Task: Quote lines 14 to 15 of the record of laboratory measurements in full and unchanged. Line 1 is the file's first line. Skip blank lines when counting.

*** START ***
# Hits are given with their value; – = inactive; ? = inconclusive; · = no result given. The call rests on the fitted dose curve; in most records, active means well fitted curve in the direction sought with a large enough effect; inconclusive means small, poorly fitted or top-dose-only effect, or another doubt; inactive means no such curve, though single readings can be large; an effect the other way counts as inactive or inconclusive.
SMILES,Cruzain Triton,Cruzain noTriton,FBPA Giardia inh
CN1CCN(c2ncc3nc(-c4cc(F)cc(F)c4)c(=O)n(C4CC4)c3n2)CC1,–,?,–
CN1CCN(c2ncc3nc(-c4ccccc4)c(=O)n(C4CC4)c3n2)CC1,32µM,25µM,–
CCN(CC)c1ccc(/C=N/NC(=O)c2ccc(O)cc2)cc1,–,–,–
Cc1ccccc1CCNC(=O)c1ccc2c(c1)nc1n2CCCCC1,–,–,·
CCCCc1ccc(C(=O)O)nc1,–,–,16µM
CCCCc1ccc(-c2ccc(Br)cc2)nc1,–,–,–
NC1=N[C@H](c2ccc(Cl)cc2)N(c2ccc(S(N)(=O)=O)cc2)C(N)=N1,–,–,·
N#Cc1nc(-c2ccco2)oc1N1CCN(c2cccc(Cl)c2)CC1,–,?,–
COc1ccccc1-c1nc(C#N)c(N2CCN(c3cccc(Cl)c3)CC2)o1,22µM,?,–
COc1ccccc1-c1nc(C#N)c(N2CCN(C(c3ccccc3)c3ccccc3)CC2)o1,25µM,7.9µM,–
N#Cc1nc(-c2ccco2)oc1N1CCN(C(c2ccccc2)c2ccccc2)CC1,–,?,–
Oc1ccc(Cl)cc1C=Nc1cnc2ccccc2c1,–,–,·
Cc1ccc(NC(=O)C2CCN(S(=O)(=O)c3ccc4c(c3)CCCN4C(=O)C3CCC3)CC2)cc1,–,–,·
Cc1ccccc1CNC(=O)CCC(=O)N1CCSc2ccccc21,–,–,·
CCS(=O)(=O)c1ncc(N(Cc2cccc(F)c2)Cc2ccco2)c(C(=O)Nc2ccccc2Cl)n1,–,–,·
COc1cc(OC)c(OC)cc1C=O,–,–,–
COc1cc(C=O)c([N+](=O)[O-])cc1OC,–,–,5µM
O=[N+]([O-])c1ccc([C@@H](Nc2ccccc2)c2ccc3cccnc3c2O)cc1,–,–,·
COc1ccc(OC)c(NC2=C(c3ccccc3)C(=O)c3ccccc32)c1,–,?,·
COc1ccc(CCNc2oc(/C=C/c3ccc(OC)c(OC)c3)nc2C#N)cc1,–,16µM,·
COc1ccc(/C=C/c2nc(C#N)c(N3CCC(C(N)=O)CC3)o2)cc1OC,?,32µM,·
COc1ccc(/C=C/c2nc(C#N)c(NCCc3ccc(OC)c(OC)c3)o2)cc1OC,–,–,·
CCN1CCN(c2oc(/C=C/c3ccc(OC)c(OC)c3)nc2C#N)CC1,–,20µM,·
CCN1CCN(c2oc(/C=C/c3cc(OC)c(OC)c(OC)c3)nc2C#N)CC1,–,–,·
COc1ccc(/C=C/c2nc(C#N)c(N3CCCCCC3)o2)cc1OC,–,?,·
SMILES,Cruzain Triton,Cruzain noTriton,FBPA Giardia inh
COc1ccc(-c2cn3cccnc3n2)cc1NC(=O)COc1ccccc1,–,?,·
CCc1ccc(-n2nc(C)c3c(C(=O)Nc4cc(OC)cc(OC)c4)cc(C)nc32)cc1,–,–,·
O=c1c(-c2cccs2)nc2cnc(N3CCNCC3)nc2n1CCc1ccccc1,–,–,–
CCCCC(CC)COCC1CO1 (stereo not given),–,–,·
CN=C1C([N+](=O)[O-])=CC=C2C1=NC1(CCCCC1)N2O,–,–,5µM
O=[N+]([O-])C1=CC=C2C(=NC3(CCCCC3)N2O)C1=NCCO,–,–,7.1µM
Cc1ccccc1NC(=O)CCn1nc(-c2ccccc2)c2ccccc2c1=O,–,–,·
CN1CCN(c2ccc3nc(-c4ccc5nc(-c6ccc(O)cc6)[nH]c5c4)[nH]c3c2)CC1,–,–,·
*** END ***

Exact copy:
Oc1ccc(Cl)cc1C=Nc1cnc2ccccc2c1,–,–,·
Cc1ccc(NC(=O)C2CCN(S(=O)(=O)c3ccc4c(c3)CCCN4C(=O)C3CCC3)CC2)cc1,–,–,·